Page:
It must be difficult to determine what to highlight in a momentous 80-year life that encompassed Adams’ being instructed by George Washington at one end of his life, and sitting in the same Congress with Abraham Lincoln at the other.
But frankly, this critic is somewhat disappointed in Kaplan’s handling of John Quincy Adams. Kaplan is no slouch. He is an exquisite writer, a first-class wordsmith and a patient and meticulous researcher. He is distinguished professor emeritus of English at Queens College and a Pulitzer Prize finalist.
His subject matter in this instance couldn’t be better, one of the most audacious and indomitable characters in all of American history. While still a teen, Adams traveled the courts of Europe with his father, the nation’s second president. He represented his nation before Czar Alexander at the Court of St. Petersburg, he was special envoy to Prussia at Berlin, he negotiated the treaty that ended the War of 1812 and forever cemented U.S. independence from England.
He was a firsthand witness to the rise and fall of Napoleon. He was U.S. minister to the Court of St. James in London and discussed the state of the world with the major European authors and thinkers of his age.
And all that before a disputed presidential election in which the House handed him the presidency despite his running second in the electoral vote and second in the popular vote. No candidate in the four-way race of 1824 attained an electoral majority, although war hero and future President Andrew Jackson had 15 more electors than Adams. Facing the Constitutional requirement of a clear majority, the House chose the president from the top three candidates.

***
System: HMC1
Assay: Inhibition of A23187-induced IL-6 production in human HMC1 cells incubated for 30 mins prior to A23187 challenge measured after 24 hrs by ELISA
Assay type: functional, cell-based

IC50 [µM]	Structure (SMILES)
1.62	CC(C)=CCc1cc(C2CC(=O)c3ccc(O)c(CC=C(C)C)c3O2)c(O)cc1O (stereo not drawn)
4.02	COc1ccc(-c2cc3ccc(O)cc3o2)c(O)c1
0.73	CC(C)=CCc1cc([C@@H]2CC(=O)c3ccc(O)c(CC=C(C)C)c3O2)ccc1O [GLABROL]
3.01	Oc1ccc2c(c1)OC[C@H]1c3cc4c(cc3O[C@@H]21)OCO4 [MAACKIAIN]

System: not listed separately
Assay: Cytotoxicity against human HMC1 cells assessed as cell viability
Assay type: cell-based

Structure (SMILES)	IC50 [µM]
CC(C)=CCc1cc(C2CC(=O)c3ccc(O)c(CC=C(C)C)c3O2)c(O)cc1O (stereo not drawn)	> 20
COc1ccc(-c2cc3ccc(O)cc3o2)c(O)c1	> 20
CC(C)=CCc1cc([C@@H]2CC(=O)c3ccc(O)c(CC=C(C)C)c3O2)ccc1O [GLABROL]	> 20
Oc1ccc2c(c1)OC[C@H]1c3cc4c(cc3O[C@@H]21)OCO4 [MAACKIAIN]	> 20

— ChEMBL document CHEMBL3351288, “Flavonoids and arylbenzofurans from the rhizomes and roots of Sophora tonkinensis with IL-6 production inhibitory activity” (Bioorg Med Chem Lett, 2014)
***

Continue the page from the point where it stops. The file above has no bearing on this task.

Adams’ purported deal with the fourth candidate Henry Clay to gain House approval hung over a lackluster presidency.
And finally his 18 years in the House of Representatives, where as a former president, he was the voice of the opposition, the curmudgeon, the naysayer, the force against the South, its nullification laws, its slavery and the Constitutional provision that counted every five slaves as if they were three free men, thus tilting Congress and the Electoral College toward the South. No wonder four of the first five presidents were Virginians.
Adams’ adamant and acrid opposition to everything the South stood for, and his insistence on speaking of slavery on the floor of the House, despite a House ban on all discussion of slavery (in the North, it was called the Gag Act) led to threats of censure and at least two unsuccessful censure votes. His defense: “The affairs of a great nation have gotten into the hands of very small men.”